Tumors consist of both the actual, malignant cancer cells and healthy, non-transformed cells in the immediate environment. These include, among other things, the endogenous scavenger cells of the immune system, called macrophages, as well as types of cells that form connective tissue, such as fibroblasts. Both macrophages and fibroblasts normally contribute to keeping tissue in its original healthy state and to restoring its structure after minor or major damage. These capabilities also play an important role in defending the body against the proliferation and spread of cancer cells.
However, cancer cells have developed strategies to reprogram both macrophages and fibroblasts into tumor-promoting cells. In this process, the fibroblasts are altered in such a way that they change the tissue structure so that it helps the tumor cells to survive and spread. For example, if metastases form in the lung, the fibroblasts in the lung are activated first. Macrophages secrete growth and survival factors, which the tumors use, for example, to give themselves a better supply of nutrients and oxygen.
It has long been assumed in cancer research that the deactivation of specific, non-transformed types of cells might be enough for therapy to be successful. However, despite the promising results achieved in research such strategies have so far hardly been successful in the treatment of patients.
A research team led by Professor Andreas Weigert and Professor Bernhard Brüne from Goethe University Frankfurt has now identified possible reasons for this. For their analyses, the researchers used genetically modified mice that spontaneously develop tumors in their breast tissue. Through further genetic modifications, a fat-like molecule produced by the macrophages and released into the tumor environment, the hormone prostaglandin E2, was deactivated in the mammary carcinoma of these mice. Prostaglandin E2 was previously believed – on the basis of cell culture experiments – to have above all tumor-promoting properties. As expected, deactivating prostaglandin E2 also inhibited the growth of mammary carcinoma in the mice. To the surprise of the research team, however, tissue analyses showed that the fibroblasts divided extensively and were activated, and at the same time more metastases developed in the lungs of the mice.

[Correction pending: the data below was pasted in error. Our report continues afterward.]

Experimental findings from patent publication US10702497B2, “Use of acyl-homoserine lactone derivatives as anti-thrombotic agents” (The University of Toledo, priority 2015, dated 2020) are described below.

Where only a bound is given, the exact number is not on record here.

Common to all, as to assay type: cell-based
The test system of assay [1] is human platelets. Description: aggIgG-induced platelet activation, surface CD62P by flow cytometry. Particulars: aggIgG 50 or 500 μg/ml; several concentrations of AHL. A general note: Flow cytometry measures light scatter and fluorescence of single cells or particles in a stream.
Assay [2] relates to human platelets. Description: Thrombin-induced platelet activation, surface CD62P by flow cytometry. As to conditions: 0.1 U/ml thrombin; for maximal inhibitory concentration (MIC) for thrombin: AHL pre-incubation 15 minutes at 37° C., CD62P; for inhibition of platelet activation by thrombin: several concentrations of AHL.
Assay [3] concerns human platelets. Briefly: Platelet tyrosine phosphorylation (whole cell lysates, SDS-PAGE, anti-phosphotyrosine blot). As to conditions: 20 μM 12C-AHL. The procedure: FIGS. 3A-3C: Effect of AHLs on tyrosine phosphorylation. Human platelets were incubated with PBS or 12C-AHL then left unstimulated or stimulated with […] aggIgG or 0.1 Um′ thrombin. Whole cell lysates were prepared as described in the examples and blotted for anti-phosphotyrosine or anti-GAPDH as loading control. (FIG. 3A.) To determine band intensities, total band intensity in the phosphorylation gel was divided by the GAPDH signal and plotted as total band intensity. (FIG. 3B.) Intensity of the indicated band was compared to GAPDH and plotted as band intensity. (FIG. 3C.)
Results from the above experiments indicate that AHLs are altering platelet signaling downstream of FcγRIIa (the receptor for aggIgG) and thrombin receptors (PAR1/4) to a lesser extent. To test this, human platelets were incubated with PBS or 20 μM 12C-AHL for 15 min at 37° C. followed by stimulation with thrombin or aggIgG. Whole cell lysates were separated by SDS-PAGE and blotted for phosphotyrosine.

In further trials, the transcriptome of the fibroblasts was analyzed, that is, all the genes read from the genome at that point in time. The researchers were able to show that prostaglandin E2 keeps the fibroblasts in mammary carcinoma in an inactive state by means of a previously unknown signaling pathway, which explains why removing the molecule in the mice led to increased metastasis. The process is evidently similar in humans: Fibroblasts activated in a similar way were also found in the breast tumors of some patients, and these patients were far less likely to survive.
In the course of their histological study of mammary carcinoma, the researchers also encountered a subgroup of macrophages which, similar to fibroblasts, produce parts of the extracellular matrix (the connective tissue between the cells) – above all collagens. Such macrophages, called fibrocytes, were already known from fibrotic disorders (pathological proliferation of connective tissue) of the lung, but their role in tumors was unclear.
That is why the researchers in Frankfurt, together with Professor Rajkumar Savai from the Max Planck Institute for Heart and Lung Research in Bad Nauheim, examined the role of fibrocytes in lung tumors by systematically deactivating them during tumor growth. By means of single-cell sequencing, they were able to corroborate, among other things, that these cells are a key population which coordinates both the growth of the tumor cells and their supply with blood vessels as well as the tumor-promoting activation of other macrophage subtypes.
“The results of our studies illustrate that there are many types of cells in the tumor microenvironment that promote tumor survival, growth and spread in a similar way. The tumor uses central molecular hubs through which it simultaneously reprograms various endogenous cells into tumor promoters. If we want to fight cancer effectively, we need to advance the detection and therapeutic use of such hubs,” says Weigert, summarizing the study results, which were published in the renowned journals Cancer Research and Nature Communications. Identifying such hubs will be a research priority for the participating laboratories in the future.
1) E. Strack, P.A. Rolfe, A.F. Fink, K. Bankov, T. Schmid, C. Solbach, R. Savai, W. Sha, L. Pradel, S. Hartmann, B. Brüne, A. Weigert. Identification of tumor-associated macrophage subsets that are associated with breast cancer prognosis. Clin Transl Med (2020). https://doi.org/10.1002/ctm2.239
2) E. Elwakeel, M. Brüggemann, J. Wagih, O. Lityagina, M.A.F. Elewa, Y. Han, T. Froemel, R. Popp, A.M. Nicolas, Y. Schreiber, E. Gradhand, D. Thomas, R. Nüsing, J. Steinmetz-Späh, R. Savai, E. Fokas, I. Fleming, F.R. Greten, K. Zarnack, B. Brüne, A. Weigert. Disruption of prostaglandin E2 signaling in cancer-associated fibroblasts limits mammary carcinoma growth but promotes metastasis. Cancer Res. (2022). https://doi.org/10.1158/0008-5472.can-21-2116
3) A. Weigert, X. Zheng, A. Nenzel, K. Turkowski, S. Günther, E. Strack, E. SiraitFischer, E. Elwakeel, I.M. Kur, V.S. Nikam, C. Valasarajan, H. Winter, A. Wissgott, R. Voswinkel, F. Grimminger, B. Brüne, W. Seeger, S. Savai Pullamsetti, R. Savai. Fibrocytes boost tumor-supportive phenotypic switches in the lung cancer niche via the endothelin system. Nat Commun. (2022), https://doi.org/10.1038/s41467-022-33458-8